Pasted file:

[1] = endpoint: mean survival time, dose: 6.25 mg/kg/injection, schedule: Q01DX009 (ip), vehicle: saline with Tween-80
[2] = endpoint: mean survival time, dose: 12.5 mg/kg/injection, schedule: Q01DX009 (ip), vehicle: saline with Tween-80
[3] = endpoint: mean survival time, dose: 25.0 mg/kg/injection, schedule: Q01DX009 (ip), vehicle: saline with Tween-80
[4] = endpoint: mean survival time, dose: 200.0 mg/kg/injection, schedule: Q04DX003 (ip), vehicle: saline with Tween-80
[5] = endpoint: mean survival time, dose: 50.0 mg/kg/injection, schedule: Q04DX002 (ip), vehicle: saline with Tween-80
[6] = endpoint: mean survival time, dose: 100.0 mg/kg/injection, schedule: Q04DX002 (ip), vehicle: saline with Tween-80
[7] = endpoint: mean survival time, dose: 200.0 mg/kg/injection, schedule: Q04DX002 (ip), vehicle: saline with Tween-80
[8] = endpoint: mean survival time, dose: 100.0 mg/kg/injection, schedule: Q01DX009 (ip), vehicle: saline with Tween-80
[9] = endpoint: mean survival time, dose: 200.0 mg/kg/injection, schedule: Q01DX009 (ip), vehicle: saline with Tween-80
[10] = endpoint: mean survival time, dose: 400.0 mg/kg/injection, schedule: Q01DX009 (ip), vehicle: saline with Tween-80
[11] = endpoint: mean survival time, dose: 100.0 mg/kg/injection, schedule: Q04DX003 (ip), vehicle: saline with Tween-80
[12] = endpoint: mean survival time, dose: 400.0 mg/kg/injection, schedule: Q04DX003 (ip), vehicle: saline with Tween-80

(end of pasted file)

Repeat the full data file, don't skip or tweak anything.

[1] = endpoint: mean survival time, dose: 6.25 mg/kg/injection, schedule: Q01DX009 (ip), vehicle: saline with Tween-80
[2] = endpoint: mean survival time, dose: 12.5 mg/kg/injection, schedule: Q01DX009 (ip), vehicle: saline with Tween-80
[3] = endpoint: mean survival time, dose: 25.0 mg/kg/injection, schedule: Q01DX009 (ip), vehicle: saline with Tween-80
[4] = endpoint: mean survival time, dose: 200.0 mg/kg/injection, schedule: Q04DX003 (ip), vehicle: saline with Tween-80
[5] = endpoint: mean survival time, dose: 50.0 mg/kg/injection, schedule: Q04DX002 (ip), vehicle: saline with Tween-80
[6] = endpoint: mean survival time, dose: 100.0 mg/kg/injection, schedule: Q04DX002 (ip), vehicle: saline with Tween-80
[7] = endpoint: mean survival time, dose: 200.0 mg/kg/injection, schedule: Q04DX002 (ip), vehicle: saline with Tween-80
[8] = endpoint: mean survival time, dose: 100.0 mg/kg/injection, schedule: Q01DX009 (ip), vehicle: saline with Tween-80
[9] = endpoint: mean survival time, dose: 200.0 mg/kg/injection, schedule: Q01DX009 (ip), vehicle: saline with Tween-80
[10] = endpoint: mean survival time, dose: 400.0 mg/kg/injection, schedule: Q01DX009 (ip), vehicle: saline with Tween-80
[11] = endpoint: mean survival time, dose: 100.0 mg/kg/injection, schedule: Q04DX003 (ip), vehicle: saline with Tween-80
[12] = endpoint: mean survival time, dose: 400.0 mg/kg/injection, schedule: Q04DX003 (ip), vehicle: saline with Tween-80